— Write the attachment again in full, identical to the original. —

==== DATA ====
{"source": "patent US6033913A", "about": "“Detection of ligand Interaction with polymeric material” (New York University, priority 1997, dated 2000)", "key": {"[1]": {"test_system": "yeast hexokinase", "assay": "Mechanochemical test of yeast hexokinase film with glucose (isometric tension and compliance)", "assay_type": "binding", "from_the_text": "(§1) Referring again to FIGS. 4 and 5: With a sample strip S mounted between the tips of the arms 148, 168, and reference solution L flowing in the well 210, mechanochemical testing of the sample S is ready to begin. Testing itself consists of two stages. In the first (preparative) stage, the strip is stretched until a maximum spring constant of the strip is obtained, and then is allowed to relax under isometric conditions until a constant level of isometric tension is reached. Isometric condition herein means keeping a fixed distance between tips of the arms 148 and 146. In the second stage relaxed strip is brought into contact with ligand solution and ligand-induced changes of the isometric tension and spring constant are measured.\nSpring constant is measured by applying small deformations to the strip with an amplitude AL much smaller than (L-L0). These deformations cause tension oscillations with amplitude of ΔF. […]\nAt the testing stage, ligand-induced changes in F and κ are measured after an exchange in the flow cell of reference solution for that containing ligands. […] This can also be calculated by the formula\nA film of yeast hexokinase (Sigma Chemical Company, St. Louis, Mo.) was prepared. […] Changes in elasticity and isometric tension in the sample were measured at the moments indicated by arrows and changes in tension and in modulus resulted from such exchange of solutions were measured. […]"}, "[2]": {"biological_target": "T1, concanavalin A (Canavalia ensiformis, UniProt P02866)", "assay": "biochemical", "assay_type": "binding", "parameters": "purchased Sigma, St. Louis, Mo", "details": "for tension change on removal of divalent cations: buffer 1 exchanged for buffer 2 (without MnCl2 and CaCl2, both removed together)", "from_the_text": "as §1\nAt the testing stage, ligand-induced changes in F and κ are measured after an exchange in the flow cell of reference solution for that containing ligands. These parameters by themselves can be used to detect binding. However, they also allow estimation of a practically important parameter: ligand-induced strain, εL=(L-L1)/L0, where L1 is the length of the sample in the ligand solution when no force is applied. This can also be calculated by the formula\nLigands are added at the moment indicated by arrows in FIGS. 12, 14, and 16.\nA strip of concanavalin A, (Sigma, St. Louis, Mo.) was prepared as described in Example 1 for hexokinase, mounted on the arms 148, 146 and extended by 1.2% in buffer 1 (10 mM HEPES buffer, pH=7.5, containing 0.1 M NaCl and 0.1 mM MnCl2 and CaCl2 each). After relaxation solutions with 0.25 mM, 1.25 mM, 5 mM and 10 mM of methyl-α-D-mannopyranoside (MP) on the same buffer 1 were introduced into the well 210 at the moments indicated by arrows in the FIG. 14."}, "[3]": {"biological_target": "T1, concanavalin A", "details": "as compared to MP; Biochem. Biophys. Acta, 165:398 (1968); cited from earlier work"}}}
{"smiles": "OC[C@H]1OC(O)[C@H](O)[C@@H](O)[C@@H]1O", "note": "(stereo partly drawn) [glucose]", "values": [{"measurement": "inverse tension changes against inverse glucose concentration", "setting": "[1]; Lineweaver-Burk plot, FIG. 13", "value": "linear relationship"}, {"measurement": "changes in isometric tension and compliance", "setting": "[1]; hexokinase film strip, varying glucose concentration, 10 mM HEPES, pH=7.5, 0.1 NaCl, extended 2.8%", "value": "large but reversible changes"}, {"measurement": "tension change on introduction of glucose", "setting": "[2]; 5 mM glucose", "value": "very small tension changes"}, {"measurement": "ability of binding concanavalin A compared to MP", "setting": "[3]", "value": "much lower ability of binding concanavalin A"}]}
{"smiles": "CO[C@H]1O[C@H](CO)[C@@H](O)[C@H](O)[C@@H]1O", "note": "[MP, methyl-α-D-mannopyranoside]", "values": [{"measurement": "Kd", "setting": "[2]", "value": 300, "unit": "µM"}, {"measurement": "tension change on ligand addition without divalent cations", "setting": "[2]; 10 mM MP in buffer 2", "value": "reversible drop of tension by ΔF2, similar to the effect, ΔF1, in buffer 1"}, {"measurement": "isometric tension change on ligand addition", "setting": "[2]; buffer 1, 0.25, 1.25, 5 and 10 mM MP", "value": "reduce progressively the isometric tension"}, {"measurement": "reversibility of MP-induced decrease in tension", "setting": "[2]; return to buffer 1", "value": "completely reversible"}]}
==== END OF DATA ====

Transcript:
{"source": "patent US6033913A", "about": "“Detection of ligand Interaction with polymeric material” (New York University, priority 1997, dated 2000)", "key": {"[1]": {"test_system": "yeast hexokinase", "assay": "Mechanochemical test of yeast hexokinase film with glucose (isometric tension and compliance)", "assay_type": "binding", "from_the_text": "(§1) Referring again to FIGS. 4 and 5: With a sample strip S mounted between the tips of the arms 148, 168, and reference solution L flowing in the well 210, mechanochemical testing of the sample S is ready to begin. Testing itself consists of two stages. In the first (preparative) stage, the strip is stretched until a maximum spring constant of the strip is obtained, and then is allowed to relax under isometric conditions until a constant level of isometric tension is reached. Isometric condition herein means keeping a fixed distance between tips of the arms 148 and 146. In the second stage relaxed strip is brought into contact with ligand solution and ligand-induced changes of the isometric tension and spring constant are measured.\nSpring constant is measured by applying small deformations to the strip with an amplitude AL much smaller than (L-L0). These deformations cause tension oscillations with amplitude of ΔF. […]\nAt the testing stage, ligand-induced changes in F and κ are measured after an exchange in the flow cell of reference solution for that containing ligands. […] This can also be calculated by the formula\nA film of yeast hexokinase (Sigma Chemical Company, St. Louis, Mo.) was prepared. […] Changes in elasticity and isometric tension in the sample were measured at the moments indicated by arrows and changes in tension and in modulus resulted from such exchange of solutions were measured. […]"}, "[2]": {"biological_target": "T1, concanavalin A (Canavalia ensiformis, UniProt P02866)", "assay": "biochemical", "assay_type": "binding", "parameters": "purchased Sigma, St. Louis, Mo", "details": "for tension change on removal of divalent cations: buffer 1 exchanged for buffer 2 (without MnCl2 and CaCl2, both removed together)", "from_the_text": "as §1\nAt the testing stage, ligand-induced changes in F and κ are measured after an exchange in the flow cell of reference solution for that containing ligands. These parameters by themselves can be used to detect binding. However, they also allow estimation of a practically important parameter: ligand-induced strain, εL=(L-L1)/L0, where L1 is the length of the sample in the ligand solution when no force is applied. This can also be calculated by the formula\nLigands are added at the moment indicated by arrows in FIGS. 12, 14, and 16.\nA strip of concanavalin A, (Sigma, St. Louis, Mo.) was prepared as described in Example 1 for hexokinase, mounted on the arms 148, 146 and extended by 1.2% in buffer 1 (10 mM HEPES buffer, pH=7.5, containing 0.1 M NaCl and 0.1 mM MnCl2 and CaCl2 each). After relaxation solutions with 0.25 mM, 1.25 mM, 5 mM and 10 mM of methyl-α-D-mannopyranoside (MP) on the same buffer 1 were introduced into the well 210 at the moments indicated by arrows in the FIG. 14."}, "[3]": {"biological_target": "T1, concanavalin A", "details": "as compared to MP; Biochem. Biophys. Acta, 165:398 (1968); cited from earlier work"}}}
{"smiles": "OC[C@H]1OC(O)[C@H](O)[C@@H](O)[C@@H]1O", "note": "(stereo partly drawn) [glucose]", "values": [{"measurement": "inverse tension changes against inverse glucose concentration", "setting": "[1]; Lineweaver-Burk plot, FIG. 13", "value": "linear relationship"}, {"measurement": "changes in isometric tension and compliance", "setting": "[1]; hexokinase film strip, varying glucose concentration, 10 mM HEPES, pH=7.5, 0.1 NaCl, extended 2.8%", "value": "large but reversible changes"}, {"measurement": "tension change on introduction of glucose", "setting": "[2]; 5 mM glucose", "value": "very small tension changes"}, {"measurement": "ability of binding concanavalin A compared to MP", "setting": "[3]", "value": "much lower ability of binding concanavalin A"}]}
{"smiles": "CO[C@H]1O[C@H](CO)[C@@H](O)[C@H](O)[C@@H]1O", "note": "[MP, methyl-α-D-mannopyranoside]", "values": [{"measurement": "Kd", "setting": "[2]", "value": 300, "unit": "µM"}, {"measurement": "tension change on ligand addition without divalent cations", "setting": "[2]; 10 mM MP in buffer 2", "value": "reversible drop of tension by ΔF2, similar to the effect, ΔF1, in buffer 1"}, {"measurement": "isometric tension change on ligand addition", "setting": "[2]; buffer 1, 0.25, 1.25, 5 and 10 mM MP", "value": "reduce progressively the isometric tension"}, {"measurement": "reversibility of MP-induced decrease in tension", "setting": "[2]; return to buffer 1", "value": "completely reversible"}]}